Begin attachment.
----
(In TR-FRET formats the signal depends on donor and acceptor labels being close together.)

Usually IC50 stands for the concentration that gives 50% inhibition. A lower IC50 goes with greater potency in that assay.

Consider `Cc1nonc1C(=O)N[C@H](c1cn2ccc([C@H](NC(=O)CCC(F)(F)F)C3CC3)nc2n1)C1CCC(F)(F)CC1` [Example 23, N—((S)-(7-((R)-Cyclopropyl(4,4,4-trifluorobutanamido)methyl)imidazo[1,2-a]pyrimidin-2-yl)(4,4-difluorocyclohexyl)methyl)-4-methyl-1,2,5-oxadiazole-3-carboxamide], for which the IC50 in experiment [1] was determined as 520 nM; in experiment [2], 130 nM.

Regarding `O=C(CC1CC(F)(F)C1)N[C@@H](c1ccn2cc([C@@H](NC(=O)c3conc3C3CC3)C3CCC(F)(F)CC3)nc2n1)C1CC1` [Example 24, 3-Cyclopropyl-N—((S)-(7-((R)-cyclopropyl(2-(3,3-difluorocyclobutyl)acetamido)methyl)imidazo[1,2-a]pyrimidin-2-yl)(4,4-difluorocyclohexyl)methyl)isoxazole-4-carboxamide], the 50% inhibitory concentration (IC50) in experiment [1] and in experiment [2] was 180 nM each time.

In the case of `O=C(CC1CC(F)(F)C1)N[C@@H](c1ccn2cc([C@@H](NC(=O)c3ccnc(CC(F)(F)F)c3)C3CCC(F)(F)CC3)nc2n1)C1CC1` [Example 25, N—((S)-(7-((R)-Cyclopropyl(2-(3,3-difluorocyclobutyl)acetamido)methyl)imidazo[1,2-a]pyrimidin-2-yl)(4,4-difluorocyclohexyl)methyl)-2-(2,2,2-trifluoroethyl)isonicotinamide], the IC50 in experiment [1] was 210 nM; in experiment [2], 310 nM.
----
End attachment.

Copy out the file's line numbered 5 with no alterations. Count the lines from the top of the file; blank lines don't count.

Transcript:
In the case of `O=C(CC1CC(F)(F)C1)N[C@@H](c1ccn2cc([C@@H](NC(=O)c3ccnc(CC(F)(F)F)c3)C3CCC(F)(F)CC3)nc2n1)C1CC1` [Example 25, N—((S)-(7-((R)-Cyclopropyl(2-(3,3-difluorocyclobutyl)acetamido)methyl)imidazo[1,2-a]pyrimidin-2-yl)(4,4-difluorocyclohexyl)methyl)-2-(2,2,2-trifluoroethyl)isonicotinamide], the IC50 in experiment [1] was 210 nM; in experiment [2], 310 nM.